Despite two-thirds of Americans supporting raising the federal minimum wage to $15 an hour, it has stood at $7.25 an hour since July 2009 when it was last increased. Since then, it has lost 14.8% of its purchasing power to inflation (in 2018 dollars), and 28.6% less than it was at its peak in terms of purchasing power in 1968.
In fact, had the federal minimum wage >kept pace with workers’ productivity since 1968 the inflation-adjusted minimum wage would be $24 an hour.
The labor movement has long advocated that working people share in the wealth we help create and our incomes should rise as we become more productive. Increasing the federal minimum wage would be a positive step in rewriting the rules of our economy so that it benefits working people.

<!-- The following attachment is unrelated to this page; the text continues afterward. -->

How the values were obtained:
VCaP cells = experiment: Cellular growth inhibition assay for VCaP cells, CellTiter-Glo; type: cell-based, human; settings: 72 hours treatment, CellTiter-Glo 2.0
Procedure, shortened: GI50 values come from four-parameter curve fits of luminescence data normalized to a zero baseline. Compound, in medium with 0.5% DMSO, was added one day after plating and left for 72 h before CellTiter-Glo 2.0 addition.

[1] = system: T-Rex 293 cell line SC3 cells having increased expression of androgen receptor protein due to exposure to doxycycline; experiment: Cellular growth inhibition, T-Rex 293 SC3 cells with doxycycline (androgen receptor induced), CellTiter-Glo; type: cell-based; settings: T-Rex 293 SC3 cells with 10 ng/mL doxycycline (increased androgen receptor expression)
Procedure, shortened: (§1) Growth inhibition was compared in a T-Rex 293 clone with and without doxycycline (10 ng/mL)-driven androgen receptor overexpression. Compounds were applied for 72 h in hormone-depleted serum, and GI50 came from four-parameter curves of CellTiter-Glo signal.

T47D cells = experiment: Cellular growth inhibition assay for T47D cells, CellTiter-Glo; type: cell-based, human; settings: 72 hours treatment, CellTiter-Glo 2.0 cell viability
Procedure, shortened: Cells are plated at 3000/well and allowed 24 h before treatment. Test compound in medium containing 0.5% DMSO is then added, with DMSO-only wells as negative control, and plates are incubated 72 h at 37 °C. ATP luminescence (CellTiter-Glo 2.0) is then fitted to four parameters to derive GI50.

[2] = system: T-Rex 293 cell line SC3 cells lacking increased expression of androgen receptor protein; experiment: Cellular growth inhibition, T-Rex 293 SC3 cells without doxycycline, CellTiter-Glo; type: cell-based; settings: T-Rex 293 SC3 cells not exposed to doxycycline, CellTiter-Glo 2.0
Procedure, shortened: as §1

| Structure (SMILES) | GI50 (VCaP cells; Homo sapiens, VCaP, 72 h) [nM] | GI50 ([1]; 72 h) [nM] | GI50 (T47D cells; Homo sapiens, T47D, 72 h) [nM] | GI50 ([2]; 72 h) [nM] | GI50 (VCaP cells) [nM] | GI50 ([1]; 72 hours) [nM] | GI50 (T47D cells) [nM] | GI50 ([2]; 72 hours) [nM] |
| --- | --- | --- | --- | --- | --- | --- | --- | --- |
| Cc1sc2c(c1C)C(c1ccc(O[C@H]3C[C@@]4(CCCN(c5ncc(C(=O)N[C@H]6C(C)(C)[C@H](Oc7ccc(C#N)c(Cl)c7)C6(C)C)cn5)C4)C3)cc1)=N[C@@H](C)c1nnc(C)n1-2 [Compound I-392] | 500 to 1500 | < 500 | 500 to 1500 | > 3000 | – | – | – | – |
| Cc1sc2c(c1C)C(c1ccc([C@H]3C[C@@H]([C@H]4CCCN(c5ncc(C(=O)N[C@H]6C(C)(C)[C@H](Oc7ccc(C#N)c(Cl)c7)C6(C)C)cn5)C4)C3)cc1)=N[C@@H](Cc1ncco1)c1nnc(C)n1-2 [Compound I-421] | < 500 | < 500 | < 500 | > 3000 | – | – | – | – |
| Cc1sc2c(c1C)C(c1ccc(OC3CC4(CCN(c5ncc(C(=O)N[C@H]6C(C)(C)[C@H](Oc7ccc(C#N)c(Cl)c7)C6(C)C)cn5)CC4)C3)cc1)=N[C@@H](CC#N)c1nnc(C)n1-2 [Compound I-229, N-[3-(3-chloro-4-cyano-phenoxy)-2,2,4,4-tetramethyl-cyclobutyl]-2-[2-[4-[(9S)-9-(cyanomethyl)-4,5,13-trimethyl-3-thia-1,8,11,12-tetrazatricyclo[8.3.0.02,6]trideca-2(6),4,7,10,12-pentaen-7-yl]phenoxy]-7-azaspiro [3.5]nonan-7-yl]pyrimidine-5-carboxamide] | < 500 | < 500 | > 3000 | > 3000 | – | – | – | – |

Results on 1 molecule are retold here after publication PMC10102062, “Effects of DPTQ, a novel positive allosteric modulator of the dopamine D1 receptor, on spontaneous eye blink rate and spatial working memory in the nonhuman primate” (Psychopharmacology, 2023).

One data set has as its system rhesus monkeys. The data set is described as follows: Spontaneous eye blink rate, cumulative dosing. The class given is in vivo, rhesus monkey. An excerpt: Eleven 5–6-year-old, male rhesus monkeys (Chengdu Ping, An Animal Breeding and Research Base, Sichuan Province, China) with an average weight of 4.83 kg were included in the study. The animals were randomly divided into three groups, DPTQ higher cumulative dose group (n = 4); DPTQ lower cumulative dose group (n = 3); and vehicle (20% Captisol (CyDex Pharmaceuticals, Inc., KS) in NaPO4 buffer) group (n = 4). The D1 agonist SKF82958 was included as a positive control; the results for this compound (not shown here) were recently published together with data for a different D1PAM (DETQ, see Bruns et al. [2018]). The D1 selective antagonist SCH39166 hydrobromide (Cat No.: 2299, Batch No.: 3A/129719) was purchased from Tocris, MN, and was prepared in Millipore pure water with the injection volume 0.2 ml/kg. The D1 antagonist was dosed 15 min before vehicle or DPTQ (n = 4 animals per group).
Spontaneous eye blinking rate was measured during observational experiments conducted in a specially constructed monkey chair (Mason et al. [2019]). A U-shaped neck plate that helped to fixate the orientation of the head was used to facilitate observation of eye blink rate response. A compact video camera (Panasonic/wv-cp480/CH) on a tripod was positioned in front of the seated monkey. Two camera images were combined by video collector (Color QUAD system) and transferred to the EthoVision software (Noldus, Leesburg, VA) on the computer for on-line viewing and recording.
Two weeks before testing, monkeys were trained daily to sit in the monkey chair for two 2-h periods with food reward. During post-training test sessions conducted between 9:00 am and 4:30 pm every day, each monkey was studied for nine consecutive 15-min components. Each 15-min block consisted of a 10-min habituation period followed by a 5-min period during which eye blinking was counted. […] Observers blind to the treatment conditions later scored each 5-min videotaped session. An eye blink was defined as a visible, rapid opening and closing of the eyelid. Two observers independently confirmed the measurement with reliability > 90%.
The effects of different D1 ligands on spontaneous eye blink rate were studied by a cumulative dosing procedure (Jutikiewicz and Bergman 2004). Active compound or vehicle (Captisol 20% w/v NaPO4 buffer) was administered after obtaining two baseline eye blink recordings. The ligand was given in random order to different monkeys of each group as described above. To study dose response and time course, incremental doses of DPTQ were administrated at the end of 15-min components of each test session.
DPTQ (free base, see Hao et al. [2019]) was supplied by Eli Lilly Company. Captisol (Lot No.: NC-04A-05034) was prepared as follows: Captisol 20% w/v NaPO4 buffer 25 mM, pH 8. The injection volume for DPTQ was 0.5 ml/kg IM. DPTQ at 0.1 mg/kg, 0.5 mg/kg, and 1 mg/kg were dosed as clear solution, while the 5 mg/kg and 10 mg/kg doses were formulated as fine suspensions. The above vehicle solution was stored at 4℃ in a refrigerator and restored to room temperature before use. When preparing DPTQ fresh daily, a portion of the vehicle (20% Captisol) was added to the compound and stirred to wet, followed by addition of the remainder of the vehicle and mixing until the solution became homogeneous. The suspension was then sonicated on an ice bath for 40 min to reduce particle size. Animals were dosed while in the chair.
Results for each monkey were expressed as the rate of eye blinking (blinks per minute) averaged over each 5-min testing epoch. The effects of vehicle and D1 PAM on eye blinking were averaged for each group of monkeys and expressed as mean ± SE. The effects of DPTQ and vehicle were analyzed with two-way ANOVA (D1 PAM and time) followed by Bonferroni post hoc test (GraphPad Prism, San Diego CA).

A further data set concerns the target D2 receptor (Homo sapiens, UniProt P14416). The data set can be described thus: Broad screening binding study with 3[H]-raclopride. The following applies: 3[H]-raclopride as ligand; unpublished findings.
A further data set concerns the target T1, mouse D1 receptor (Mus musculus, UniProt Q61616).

Raising the federal minimum wage to $15 an hour by 2025 would raise wages of up to 27.3 million workers and lift 1.3 million families out of poverty, according to a report by the Congressional Budget Office.
Even in a struggling economy, studies have shown that increasing the minimum wages doesn’t damage job growth—in fact, a landmark study found the opposite; employment increased as did consumer spending in the years following the increase.
People in unions are standing united for better pay and benefits.